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Organizational training and relationship building for increasing public participation in a public school district




Poynton, John, author
Venneberg, Donald, advisor
Makela, Carole, committee member
Wallner, Barbara, committee member
Carcasson, Martin, committee member

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From the early twentieth century to the present, citizen participation in U.S. public institutions--particularly schools--has continually decreased. The trend has been linked to the bureaucratization of public schools and their increasing reliance on expert knowledge for solutions to school- and education-related problems. The purpose of this study was to evaluate the impact of a parent training program designed to increase a school district's capacity for public participation. The program--known as Leadership St. Vrain--provided citizens knowledge about school district operations and management (know-how) and relationship-building opportunities with key decision makers (know-who). The mixed-methods study was designed to include two original survey instruments, follow-up interviews, and archival documents to evaluate the effect of the training on participants. Participants reported strong growth in domains for knowledge, relationship, willingness, efficacy, and action. Follow-up interviews with training participants and parents who served as school Parent Teacher Organization (PTO) presidents, as well as an analysis of archival documents indicated a secondary ripple-effect among PTO members who did not take the training, as well as with other citizens and the larger community.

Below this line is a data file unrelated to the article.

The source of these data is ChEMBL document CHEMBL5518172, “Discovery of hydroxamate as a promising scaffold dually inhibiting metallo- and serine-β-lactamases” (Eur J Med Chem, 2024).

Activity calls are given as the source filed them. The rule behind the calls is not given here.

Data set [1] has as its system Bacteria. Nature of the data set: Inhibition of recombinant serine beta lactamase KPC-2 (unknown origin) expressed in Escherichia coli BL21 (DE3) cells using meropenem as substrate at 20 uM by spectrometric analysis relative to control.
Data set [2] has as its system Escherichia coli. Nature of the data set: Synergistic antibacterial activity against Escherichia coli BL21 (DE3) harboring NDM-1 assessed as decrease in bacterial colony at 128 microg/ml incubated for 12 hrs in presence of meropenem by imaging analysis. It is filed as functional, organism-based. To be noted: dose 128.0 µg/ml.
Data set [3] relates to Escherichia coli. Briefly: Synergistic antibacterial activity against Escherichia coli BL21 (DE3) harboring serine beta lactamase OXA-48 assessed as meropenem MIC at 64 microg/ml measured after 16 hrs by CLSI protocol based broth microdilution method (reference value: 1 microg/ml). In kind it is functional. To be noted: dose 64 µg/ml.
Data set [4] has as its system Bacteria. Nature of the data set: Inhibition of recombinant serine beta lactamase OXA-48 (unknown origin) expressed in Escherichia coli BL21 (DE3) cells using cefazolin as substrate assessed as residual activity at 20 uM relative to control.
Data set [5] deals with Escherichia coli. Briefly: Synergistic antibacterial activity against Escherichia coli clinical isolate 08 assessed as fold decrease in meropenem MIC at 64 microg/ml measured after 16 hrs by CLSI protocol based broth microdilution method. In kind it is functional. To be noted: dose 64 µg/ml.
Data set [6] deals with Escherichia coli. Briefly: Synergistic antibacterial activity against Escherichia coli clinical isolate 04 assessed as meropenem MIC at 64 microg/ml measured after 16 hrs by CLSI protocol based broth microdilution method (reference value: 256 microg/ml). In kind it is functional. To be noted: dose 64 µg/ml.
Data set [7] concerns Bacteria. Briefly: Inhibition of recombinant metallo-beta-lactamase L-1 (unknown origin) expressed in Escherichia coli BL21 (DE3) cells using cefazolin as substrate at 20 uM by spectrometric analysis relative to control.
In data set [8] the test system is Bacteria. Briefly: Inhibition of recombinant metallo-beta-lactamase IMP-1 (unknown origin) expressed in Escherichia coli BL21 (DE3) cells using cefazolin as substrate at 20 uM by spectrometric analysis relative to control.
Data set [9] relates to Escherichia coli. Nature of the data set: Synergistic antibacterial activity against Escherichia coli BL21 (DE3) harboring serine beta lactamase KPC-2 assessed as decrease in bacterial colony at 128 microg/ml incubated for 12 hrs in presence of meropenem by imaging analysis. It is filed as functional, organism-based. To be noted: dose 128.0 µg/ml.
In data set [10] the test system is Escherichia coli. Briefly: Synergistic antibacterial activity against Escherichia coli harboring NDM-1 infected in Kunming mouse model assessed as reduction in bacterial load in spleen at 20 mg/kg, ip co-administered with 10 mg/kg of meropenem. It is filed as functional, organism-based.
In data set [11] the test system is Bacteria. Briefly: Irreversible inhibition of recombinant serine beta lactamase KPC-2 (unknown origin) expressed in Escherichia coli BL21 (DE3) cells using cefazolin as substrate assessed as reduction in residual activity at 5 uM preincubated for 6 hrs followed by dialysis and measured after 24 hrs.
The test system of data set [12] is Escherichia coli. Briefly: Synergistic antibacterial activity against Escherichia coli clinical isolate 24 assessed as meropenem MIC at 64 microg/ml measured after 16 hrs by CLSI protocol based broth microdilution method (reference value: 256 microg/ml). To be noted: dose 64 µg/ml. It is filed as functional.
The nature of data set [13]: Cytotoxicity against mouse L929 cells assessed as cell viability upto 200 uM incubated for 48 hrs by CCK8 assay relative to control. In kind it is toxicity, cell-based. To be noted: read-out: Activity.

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civic engagement
parent engagement
public deliberation
public education
public participation
social capital


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